London : G. J. Berger ;
Leeds : D. Green & Sons, 1868.
Description : frontis., [i-iv] p., -90 p. ; ill.: 1 phot., 2 engrs. ; 18.7cm.
Photograph : frontis., mounted albumen, a composite of 16 cameo portraits with ornamental surrounds.
Subject : Medical biography — William Hey (1736-1819) ; Thomas Pridgin Teale (1801-1868) ; Samuel Smith (1800-1867)
Of the sixteen numbered cameo photographs, the supernal position is occupied by Dr. William Hey, originator and cofounder of the Leeds General Infirmary. His portrait is excerpted from a painting by Sir William Allen (b. 1782), commissioned in 1815 and titled, "William Hey (1736-1819), seated with Lady Harewood and child" (vide: Hey). Lady Harewood was the wife of the first Lord Harewood (Edwin Lascelles) who, as benefactor of the Leeds Infirmary, had the honor of laying its foundation stone in 1768. In his painting of Hey, Allen exagerates the effect of the doctor's dead right eye which was pierced by a pen-knife when he was a four year-old boy and straining to cut a piece of string. Both the beatific Lady Harewood and the horrified child stare into Hey's dead right eye, a visual trope for cold scientific detachment. His powerful left eye, however, penetrates the viewer like a bolt from judgment day.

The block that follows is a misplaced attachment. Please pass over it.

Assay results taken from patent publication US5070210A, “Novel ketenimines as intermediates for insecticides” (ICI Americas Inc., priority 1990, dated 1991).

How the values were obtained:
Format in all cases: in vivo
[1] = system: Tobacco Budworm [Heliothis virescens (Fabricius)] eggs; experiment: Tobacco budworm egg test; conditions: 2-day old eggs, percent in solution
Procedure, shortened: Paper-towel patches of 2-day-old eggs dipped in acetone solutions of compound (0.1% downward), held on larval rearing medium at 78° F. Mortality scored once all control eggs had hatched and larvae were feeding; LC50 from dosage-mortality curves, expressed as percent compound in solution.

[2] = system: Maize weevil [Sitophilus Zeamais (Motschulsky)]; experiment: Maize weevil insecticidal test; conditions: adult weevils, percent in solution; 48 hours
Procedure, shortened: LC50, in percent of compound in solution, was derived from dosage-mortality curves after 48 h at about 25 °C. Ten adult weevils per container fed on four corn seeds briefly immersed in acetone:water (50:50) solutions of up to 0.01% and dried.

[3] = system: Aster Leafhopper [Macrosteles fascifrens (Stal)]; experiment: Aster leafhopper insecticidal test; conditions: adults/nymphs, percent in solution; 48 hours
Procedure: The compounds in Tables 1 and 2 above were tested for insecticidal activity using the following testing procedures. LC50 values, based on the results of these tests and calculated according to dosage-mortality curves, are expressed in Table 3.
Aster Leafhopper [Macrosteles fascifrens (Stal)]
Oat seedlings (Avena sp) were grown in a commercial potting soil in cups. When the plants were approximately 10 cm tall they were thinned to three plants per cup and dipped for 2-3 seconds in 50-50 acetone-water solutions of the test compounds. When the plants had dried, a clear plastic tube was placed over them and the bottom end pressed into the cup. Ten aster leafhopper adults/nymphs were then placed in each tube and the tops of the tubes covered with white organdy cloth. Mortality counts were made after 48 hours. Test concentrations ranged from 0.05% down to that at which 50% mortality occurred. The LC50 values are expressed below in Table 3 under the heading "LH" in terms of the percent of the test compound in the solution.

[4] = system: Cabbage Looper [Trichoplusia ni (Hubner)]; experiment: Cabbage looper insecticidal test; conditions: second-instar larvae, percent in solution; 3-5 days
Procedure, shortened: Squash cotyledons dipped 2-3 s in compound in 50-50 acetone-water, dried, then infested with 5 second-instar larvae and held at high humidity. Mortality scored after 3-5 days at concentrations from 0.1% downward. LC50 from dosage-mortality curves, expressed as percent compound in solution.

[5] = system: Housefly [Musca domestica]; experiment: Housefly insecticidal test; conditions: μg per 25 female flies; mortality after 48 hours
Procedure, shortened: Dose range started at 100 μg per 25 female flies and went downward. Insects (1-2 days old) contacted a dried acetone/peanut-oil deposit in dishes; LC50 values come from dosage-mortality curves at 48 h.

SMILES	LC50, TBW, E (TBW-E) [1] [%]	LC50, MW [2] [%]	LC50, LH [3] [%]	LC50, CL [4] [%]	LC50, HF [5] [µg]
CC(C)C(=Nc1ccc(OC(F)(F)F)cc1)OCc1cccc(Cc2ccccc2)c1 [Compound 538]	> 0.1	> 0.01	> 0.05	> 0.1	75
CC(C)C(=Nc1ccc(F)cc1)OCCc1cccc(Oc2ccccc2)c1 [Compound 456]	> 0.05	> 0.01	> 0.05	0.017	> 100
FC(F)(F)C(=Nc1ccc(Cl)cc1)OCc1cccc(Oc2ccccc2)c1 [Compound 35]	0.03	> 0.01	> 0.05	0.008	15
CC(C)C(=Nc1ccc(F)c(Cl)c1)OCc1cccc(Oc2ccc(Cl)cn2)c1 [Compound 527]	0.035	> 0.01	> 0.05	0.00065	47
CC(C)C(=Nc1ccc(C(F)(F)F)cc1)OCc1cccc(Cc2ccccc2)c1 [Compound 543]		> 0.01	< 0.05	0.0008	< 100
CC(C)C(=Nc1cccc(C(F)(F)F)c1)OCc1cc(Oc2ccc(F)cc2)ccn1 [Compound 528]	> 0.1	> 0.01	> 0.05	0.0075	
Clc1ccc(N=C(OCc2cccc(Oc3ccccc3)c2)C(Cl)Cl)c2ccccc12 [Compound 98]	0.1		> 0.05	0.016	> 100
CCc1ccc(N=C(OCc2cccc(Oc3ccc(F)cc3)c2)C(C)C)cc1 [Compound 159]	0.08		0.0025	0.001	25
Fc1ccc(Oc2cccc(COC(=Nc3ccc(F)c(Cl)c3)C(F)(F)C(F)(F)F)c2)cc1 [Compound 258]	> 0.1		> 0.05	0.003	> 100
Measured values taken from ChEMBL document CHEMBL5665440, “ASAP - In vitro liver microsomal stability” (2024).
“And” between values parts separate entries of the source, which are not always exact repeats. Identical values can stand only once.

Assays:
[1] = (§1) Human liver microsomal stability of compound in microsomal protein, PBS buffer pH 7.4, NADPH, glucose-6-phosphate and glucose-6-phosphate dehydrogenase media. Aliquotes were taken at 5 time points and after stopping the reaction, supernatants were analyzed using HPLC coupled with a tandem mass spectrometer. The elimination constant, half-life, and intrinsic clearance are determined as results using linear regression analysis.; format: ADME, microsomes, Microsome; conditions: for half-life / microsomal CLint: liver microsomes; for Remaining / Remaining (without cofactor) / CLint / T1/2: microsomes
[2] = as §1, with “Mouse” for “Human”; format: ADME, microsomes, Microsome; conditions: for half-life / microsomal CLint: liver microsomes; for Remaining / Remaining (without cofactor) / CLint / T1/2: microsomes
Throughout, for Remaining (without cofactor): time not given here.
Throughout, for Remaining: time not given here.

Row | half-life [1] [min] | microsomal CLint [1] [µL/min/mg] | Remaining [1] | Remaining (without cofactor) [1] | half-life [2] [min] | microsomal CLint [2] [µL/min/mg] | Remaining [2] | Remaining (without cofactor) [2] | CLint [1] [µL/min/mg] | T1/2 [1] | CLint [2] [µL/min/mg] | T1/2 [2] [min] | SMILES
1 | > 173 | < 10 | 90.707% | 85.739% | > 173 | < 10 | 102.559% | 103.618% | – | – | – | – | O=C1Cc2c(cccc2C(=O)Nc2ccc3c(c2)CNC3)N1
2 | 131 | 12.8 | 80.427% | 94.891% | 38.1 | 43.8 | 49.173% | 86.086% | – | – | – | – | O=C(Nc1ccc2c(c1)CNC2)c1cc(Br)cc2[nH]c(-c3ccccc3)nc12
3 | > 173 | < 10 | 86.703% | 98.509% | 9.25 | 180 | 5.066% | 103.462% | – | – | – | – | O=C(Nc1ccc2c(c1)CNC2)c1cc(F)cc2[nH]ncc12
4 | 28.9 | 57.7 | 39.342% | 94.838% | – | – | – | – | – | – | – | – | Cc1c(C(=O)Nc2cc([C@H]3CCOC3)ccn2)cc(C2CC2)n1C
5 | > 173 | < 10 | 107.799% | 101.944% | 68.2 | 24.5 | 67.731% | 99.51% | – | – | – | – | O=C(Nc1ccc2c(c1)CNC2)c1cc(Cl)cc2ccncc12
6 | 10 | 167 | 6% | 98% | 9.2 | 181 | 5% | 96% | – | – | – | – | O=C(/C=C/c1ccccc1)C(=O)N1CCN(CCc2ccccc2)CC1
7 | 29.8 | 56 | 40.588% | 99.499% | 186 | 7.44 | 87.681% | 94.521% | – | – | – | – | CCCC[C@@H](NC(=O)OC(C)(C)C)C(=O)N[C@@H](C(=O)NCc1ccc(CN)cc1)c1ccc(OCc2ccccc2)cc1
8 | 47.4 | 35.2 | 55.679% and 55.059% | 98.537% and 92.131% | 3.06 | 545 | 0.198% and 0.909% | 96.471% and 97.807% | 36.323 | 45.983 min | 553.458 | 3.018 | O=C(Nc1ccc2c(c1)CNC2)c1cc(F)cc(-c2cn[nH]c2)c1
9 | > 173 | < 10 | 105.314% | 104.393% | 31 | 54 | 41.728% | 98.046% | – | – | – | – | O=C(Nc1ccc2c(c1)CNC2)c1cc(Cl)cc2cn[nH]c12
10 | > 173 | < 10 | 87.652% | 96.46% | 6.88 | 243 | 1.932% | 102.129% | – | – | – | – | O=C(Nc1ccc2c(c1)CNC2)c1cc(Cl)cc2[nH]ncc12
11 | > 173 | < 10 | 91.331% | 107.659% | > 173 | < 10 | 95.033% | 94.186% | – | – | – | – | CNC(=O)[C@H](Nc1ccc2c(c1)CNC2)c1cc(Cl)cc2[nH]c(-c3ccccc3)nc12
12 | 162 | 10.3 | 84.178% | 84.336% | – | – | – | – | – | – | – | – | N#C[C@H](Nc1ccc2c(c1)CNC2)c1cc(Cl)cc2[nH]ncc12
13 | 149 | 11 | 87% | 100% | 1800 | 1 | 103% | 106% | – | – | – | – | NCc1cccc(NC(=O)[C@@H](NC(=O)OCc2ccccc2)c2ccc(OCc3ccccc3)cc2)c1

Short biographies and photographic portraits of two other medical men are provided. Cameo number 14 represents the surgeon Thomas Pridgin Teale, Sr., who is remembered for his treatise on hernia (GM-3589). Cameo 15 represents the surgeon Samuel Smith who was a specialist in lithotomy and active in the factory reform movement, led by Michael Thomas Sadler (cameo number 2). The author was successful in hiding his identity, but there exist a few bibliographical references pointing to the name, C. S. Spence, a manager of the Leeds Christian Institute Local Board. This book was published to celebrate the opening of the new Leeds General Infirmary on May 19th, 1868.